This assumes, of course, that the design is not "utilitarian" and I agree that the subject designs are not, for reasons stated fully in the other opinions. I would only add that denominating a feature "utilitarian" states, in effect, the conclusion that the public interest is best served by not allowing a particular design to be appropriated from the "public domain." Like generic terms, they should remain permanently available for competitors to use freely. In re Deister Concentrator Co., 48 CCPA 952, 968, 289 F.2d 496, 505, 129 USPQ 314, 323 (1961). The board apparently believed that a design which is "descriptive or functional and for that reason is not registrable . . . may be subject to some judicial protection against copying" The board's discussion of why features which make a product successful in the market place are "functional" has no legal significance if the features can be exclusively appropriated, that is, are subject to "judicial protection."

With respect to the aesthetics of a product, the better reasoned authorities have come down on the side of recognition of exclusive rights, after the public has learned to associate those aesthetics with a single source, thereby encouraging the development of different designs and providing a wider range of selection in the market place. Diversity in the market place is viewed by such courts as a desirable public objective, and it is an objective with which I am in agreement.

Vuitton et Fils S. A. v. J. Young Ent. Inc., 644 F.2d 769, 210 USPQ 351; 212 USPQ 85 (CA 9 1981); Keene Corp. v. Paraflex Ind., Inc., 656 F.2d 722, 825, 211 USPQ 201, 203-04 (CA 3 1981).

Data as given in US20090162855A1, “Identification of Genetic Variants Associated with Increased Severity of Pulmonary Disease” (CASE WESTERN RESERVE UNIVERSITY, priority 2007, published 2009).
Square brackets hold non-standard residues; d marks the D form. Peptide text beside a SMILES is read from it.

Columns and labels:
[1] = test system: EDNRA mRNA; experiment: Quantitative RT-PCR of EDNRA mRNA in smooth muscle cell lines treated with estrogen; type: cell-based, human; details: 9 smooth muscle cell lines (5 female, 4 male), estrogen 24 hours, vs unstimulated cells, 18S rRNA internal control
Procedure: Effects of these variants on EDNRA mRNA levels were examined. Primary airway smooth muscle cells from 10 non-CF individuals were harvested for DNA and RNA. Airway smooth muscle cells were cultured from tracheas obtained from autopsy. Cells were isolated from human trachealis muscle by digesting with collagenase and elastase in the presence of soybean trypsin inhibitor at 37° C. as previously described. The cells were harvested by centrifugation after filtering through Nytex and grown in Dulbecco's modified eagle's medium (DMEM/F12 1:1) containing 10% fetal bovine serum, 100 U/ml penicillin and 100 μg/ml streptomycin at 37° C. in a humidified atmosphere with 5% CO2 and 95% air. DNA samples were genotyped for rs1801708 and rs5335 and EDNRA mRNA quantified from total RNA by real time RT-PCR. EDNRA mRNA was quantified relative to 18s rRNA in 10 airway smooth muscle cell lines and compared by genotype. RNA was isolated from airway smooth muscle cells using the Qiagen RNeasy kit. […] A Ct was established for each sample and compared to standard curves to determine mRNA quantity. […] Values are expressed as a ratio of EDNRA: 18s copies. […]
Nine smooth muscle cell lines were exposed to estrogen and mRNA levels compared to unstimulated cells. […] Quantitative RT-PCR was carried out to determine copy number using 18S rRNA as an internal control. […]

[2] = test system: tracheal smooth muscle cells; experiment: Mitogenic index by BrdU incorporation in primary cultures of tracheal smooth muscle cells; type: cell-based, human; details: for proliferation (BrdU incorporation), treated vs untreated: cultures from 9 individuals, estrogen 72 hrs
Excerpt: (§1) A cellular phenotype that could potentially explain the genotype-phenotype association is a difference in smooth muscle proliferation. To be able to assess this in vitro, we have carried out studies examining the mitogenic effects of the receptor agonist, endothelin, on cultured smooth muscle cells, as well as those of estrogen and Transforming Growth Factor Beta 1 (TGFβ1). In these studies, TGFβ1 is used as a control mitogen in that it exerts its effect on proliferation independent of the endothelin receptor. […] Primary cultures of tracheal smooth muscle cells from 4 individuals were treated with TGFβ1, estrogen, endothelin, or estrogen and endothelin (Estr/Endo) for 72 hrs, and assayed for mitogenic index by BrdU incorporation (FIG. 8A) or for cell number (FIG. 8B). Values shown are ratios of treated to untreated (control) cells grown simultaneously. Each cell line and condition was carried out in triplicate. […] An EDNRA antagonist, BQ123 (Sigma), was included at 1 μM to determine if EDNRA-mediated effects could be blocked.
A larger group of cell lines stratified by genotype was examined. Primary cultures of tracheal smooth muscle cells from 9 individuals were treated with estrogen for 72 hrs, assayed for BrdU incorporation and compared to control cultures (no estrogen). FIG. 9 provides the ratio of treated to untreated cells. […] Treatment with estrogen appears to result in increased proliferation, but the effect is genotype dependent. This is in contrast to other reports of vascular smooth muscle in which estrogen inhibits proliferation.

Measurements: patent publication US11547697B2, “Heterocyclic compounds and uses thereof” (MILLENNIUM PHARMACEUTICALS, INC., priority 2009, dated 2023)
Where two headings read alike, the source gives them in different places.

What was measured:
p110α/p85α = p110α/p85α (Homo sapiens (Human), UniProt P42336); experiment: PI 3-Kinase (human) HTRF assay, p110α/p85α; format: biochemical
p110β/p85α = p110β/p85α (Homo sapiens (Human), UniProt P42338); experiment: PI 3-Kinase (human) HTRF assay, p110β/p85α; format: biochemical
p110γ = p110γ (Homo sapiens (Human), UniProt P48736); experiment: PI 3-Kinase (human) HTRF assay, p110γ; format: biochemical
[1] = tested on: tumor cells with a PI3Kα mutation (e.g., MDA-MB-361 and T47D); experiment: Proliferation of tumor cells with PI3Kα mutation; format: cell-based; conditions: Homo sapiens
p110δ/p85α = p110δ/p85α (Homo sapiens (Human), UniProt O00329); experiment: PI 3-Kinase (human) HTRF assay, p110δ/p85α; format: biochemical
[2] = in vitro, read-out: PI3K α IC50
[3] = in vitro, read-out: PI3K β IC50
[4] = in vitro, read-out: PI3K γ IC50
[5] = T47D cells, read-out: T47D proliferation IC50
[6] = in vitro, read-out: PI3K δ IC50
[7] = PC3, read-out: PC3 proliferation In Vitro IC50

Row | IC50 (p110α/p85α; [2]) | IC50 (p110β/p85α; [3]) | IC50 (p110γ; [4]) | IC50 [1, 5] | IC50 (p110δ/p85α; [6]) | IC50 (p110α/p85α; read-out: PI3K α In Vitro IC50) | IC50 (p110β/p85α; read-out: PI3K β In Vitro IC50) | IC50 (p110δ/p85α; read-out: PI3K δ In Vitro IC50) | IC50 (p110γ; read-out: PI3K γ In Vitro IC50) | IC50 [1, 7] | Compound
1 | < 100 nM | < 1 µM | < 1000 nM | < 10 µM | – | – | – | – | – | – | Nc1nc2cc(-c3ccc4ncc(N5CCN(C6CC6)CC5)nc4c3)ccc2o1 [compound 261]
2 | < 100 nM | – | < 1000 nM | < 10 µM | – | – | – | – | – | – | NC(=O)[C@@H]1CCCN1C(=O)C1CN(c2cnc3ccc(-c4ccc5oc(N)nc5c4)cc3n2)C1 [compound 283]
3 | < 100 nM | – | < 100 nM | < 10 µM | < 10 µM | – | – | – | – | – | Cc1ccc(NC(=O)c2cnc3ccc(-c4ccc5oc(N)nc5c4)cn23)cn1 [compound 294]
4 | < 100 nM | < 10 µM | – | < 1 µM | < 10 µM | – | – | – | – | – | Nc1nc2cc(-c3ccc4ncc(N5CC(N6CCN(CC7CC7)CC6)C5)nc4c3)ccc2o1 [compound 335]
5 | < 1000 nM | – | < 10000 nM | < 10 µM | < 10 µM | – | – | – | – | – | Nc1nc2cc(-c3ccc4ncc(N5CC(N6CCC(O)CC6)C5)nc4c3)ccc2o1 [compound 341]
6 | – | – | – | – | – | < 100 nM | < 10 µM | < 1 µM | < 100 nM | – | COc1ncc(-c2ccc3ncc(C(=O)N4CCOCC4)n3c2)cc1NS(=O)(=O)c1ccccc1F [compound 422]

The opinions where courts have, in infringement actions, used the expression "aesthetic functionality" or the like will, on close examination, be found to involve other factors, such as loss of rights by acquiescence in use by others.

Another matter of public policy, which appears to have concerned the board, is that if trademark rights are recognized in a picture of a product, the product design itself may be perpetually protected, contrary to the limited term of protection afforded some designs under the copyright or design patent statutes. If that concern were overriding, only a design not subject to such protection would be available for appropriation as a mark while a more original design would not. Or one would have to elect which type of protection to seek. Or no trademark protection at all should be given any product designs since trademarks by their nature are for no fixed time period.

Given the differing concepts of these statutes, this court has adopted the position that each statute must be interpreted independently of the other, In re Deister, supra, and that no one of these statutes, affording protection to a design, preempts the other, In re Mogen David Wine Co., 51 CCPA 1260, 328 F.2d 925,140 USPQ 575 (1964). If the doll and/or the cartoon drawing and/or the package design are copyrightable subject matter, these rights of limited duration are not the totality of rights Congress has provided for the subject product designs but merely part of them. Thus, their existence does not afford a basis for refusing to grant a registration for the doll, or a representation of the doll, as a trademark, if it would otherwise qualify for registration under the Lanham Act.

A copyright notice appears on the body of the doll as well as on the package. Appellant has asserted that the design is copyrighted, but no other evidence is of record.

15 U.S.C. § 1091 specifically provides in pertinent part:

Nature of mark. For the purposes of registration on the supplemental register, a mark may consist of any trademark, symbol, label, package, configuration of goods, name, word, slogan, phrase, surname, geographical name, numeral, or device or any combination of any of the foregoing, but such mark must be capable of distinguishing the applicant's goods or services. [Emphasis added.]